This Kantian epistemology leads Grenz to a hesitancy to accept the exposition of specific texts as authoritative. Specific texts are understood only in light of previous assumptions, so as to make exegesis an inherently unreliable endeavor. Grenz disapproves of traditional exegesis: "On the basis of this commitment to the Scriptures as divine, they [traditional evangelicals] turn to engagement with the specific texts themselves." Grenz then criticizes modern evangelicals for their cautious stance toward modern critical exegesis. Again, Grenz disputes the possibility that "the teaching of Scripture is objectively understandable." Rather, biblical themes are considered more trustworthy and therefore determine the exegesis of specific texts.
One wonders if it is this same theme-driven hesitancy about inductive knowledge from specific texts which lies behind Grenz's feminism. In his book Women in the Church: A Biblical Theology of Women in the Ministry, Grenz argues that the biblical themes of gender egalitarianism and removal of outward distinctions are such that a text like 1 Timothy 2, which explicitly prohibits women from the task of authoritative doctrinal teaching, must be understood as a merely temporary injunction designed so as to train women for future pastoral ministry. The individual text of 1 Timothy 2, though it appears to bar women from the authoritative teaching ministry, Grenz argues, must be considered inconclusive in light of the theme.
The individual text, not being objectively understandable, is less helpful to the theological task. Tom Nettles notes the noticeable lack of exegesis in Grenz's own work. "Ironically, there is precious little biblical exposition in [Grenz's] proposal. This may be consistent with the method he proposes, but I think it will have little success in uniting evangelicals in a new theological quest." This leaves one wondering how an evangelical scholar could write a text on theological methodology in which he challenges, among other things, the traditional doctrine of Scripture, and yet almost completely fail to interact with that same Scripture. Again, this hermeneutic demonstrates the influence of a Kantian skepticism.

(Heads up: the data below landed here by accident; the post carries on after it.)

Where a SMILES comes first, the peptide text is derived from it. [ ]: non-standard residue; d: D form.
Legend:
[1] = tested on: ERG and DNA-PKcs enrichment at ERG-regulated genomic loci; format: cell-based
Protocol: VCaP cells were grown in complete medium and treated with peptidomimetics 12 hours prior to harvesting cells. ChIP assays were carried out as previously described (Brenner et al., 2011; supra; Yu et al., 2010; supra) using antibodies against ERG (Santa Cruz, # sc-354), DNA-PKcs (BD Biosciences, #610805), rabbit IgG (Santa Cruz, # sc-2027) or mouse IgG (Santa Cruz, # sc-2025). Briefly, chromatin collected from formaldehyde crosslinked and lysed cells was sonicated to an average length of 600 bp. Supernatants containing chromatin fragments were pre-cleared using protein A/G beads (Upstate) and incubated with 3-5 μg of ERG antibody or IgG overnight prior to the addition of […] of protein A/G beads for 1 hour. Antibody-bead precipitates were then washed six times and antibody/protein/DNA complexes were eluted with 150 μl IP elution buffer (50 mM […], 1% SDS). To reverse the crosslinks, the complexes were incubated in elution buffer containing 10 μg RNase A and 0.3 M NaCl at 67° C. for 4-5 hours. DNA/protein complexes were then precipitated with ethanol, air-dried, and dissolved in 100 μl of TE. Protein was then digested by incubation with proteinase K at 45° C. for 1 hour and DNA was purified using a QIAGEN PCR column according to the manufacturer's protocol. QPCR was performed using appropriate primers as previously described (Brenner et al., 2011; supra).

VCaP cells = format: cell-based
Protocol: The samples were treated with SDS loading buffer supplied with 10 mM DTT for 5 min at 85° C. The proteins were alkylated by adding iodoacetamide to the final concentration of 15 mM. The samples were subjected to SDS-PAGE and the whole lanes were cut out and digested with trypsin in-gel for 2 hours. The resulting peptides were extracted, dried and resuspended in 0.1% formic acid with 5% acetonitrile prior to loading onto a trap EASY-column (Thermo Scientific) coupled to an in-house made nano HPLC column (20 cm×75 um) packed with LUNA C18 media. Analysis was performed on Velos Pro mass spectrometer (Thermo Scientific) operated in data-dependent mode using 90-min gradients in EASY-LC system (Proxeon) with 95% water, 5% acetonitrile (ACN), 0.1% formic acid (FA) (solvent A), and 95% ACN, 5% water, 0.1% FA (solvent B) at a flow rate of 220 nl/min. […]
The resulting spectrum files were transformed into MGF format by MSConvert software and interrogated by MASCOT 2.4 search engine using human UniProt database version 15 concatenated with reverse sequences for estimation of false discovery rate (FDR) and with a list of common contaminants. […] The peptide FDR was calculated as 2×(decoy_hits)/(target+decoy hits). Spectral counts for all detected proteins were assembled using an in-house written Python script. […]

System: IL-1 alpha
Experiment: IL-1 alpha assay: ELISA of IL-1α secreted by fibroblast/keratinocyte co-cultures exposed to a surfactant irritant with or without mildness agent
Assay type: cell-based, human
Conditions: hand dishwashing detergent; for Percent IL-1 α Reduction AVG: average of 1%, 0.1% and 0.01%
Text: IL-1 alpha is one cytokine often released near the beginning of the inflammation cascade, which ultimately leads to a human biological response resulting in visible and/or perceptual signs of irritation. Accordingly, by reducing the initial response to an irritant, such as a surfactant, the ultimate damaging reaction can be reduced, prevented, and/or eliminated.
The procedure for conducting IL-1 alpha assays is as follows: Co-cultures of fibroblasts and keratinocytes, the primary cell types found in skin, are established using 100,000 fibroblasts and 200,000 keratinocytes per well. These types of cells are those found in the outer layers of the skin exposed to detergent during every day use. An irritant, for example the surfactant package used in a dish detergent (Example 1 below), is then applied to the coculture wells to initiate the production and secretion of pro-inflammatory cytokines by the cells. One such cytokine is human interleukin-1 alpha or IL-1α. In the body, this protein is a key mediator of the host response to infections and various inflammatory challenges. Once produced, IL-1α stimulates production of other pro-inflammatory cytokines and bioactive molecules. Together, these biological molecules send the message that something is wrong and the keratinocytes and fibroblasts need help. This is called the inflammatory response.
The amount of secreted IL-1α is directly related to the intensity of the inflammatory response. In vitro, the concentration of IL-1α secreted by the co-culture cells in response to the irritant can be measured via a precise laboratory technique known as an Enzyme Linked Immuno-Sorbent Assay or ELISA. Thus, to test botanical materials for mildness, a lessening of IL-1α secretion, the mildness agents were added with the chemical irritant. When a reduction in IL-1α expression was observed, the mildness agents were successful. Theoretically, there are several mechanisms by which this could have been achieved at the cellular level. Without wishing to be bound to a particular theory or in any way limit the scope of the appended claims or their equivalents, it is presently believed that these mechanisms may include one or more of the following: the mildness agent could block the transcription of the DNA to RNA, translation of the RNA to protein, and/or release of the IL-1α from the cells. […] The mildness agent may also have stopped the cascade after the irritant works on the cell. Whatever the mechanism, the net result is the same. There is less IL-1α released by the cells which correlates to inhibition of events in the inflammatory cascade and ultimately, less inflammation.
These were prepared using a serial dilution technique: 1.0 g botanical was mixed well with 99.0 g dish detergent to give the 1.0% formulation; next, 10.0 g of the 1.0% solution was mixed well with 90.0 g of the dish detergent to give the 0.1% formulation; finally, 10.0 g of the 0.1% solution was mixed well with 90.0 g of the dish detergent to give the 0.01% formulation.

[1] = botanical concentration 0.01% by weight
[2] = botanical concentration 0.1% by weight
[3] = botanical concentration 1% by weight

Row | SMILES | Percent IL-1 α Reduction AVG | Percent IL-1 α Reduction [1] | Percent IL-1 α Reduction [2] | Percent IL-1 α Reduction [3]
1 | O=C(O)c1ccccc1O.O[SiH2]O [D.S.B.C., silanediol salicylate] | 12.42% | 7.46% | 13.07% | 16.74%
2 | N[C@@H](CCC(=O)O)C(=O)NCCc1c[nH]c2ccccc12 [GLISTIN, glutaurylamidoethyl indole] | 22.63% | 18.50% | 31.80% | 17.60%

Charles Hodge was confronted with the same Kantian epistemology, but his path was to challenge, rather than accept, it. And Hodge was certainly criticized for rejecting Kant, particularly by the Dutch theologians of the late nineteenth and early twentieth centuries. In his assessment of Hodge's method, Ralph J. Danhof wrote, "The great Kant [Hodge] has more or less ignored, and his system of philosophy made little impression upon the Systematic Theology of Hodge." Danhof bemoaned this fact, noting how Dutch theology by the 1920s, by contrast, was heavily indebted to Kant. The evangelical theologian today would do well to follow Hodge in working with a text-based exegesis.
PART II. Two Objections to Hodge's Methodology
Charles Hodge was a Baconian inductivist, "early modern" in his philosophical assumptions and merely a product of his age.
Perhaps the most common critique of Charles Hodge is that he uncritically accepted the philosophical inductivism of his age. Hodge does describe his method as an "inductive" one. Hodge compares his inductive theological method with the method used by those in the natural sciences, in that the learner comes to the task with certain philosophical assumptions, or "first principles," carefully collects information, then deduces principles from that body of information. To this extent, Hodge sees agreement between his inductive method and the inductive method used in the natural sciences.
In a recent article, however, Donald Fuller and Richard Gardiner note that nothing in this method constitutes a commitment to philosophical inductionism. Fuller and Gardiner distinguish an inductive method that reasons from specifics to generalities (which is a helpful and necessary tool in the gathering of data), from philosophical inductionism, which posits that